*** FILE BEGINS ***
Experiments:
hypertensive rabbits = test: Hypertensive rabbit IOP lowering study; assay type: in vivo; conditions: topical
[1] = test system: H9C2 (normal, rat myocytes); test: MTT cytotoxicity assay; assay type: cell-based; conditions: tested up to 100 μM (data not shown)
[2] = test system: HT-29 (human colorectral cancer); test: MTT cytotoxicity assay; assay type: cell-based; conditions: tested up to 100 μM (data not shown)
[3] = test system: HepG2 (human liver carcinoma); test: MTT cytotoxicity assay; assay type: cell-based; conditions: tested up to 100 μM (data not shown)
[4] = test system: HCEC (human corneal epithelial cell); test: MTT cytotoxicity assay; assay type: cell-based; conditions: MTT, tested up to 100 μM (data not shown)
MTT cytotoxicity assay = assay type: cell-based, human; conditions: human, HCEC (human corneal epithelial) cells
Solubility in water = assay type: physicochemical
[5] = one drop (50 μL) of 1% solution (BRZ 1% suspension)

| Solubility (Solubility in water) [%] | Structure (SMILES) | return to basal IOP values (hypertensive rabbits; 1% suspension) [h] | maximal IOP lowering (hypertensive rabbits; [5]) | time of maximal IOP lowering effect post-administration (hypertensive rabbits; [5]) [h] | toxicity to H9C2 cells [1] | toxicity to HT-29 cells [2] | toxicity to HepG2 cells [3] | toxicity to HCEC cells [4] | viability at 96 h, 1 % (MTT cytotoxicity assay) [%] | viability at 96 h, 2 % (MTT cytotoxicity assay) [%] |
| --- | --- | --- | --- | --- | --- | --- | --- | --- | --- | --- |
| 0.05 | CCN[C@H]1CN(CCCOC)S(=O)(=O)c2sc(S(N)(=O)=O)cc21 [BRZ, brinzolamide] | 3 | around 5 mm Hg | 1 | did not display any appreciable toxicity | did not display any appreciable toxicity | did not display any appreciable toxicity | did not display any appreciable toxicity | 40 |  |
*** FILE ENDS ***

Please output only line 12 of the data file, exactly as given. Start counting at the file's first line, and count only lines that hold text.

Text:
| 0.05 | CCN[C@H]1CN(CCCOC)S(=O)(=O)c2sc(S(N)(=O)=O)cc21 [BRZ, brinzolamide] | 3 | around 5 mm Hg | 1 | did not display any appreciable toxicity | did not display any appreciable toxicity | did not display any appreciable toxicity | did not display any appreciable toxicity | 40 |  |